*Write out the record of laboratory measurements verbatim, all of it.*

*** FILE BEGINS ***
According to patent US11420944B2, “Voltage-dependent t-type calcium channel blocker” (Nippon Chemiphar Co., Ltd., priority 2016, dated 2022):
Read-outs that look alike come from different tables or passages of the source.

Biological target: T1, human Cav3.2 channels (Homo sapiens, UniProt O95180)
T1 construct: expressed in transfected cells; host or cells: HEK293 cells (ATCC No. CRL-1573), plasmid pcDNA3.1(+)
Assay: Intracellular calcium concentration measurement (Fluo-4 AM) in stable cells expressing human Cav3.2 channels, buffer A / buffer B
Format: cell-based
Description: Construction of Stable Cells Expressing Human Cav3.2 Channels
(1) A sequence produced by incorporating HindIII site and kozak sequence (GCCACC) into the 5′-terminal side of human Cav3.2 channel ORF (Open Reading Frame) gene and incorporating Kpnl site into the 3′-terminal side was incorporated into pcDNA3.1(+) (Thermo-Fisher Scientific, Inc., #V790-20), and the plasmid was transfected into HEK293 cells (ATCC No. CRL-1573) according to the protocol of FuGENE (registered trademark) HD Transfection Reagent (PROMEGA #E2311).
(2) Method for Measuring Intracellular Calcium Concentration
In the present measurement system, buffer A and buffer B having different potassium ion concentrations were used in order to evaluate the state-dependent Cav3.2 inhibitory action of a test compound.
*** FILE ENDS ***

According to patent US11420944B2, “Voltage-dependent t-type calcium channel blocker” (Nippon Chemiphar Co., Ltd., priority 2016, dated 2022):
Read-outs that look alike come from different tables or passages of the source.

Biological target: T1, human Cav3.2 channels (Homo sapiens, UniProt O95180)
T1 construct: expressed in transfected cells; host or cells: HEK293 cells (ATCC No. CRL-1573), plasmid pcDNA3.1(+)
Assay: Intracellular calcium concentration measurement (Fluo-4 AM) in stable cells expressing human Cav3.2 channels, buffer A / buffer B
Format: cell-based
Description: Construction of Stable Cells Expressing Human Cav3.2 Channels
(1) A sequence produced by incorporating HindIII site and kozak sequence (GCCACC) into the 5′-terminal side of human Cav3.2 channel ORF (Open Reading Frame) gene and incorporating Kpnl site into the 3′-terminal side was incorporated into pcDNA3.1(+) (Thermo-Fisher Scientific, Inc., #V790-20), and the plasmid was transfected into HEK293 cells (ATCC No. CRL-1573) according to the protocol of FuGENE (registered trademark) HD Transfection Reagent (PROMEGA #E2311).
(2) Method for Measuring Intracellular Calcium Concentration
In the present measurement system, buffer A and buffer B having different potassium ion concentrations were used in order to evaluate the state-dependent Cav3.2 inhibitory action of a test compound.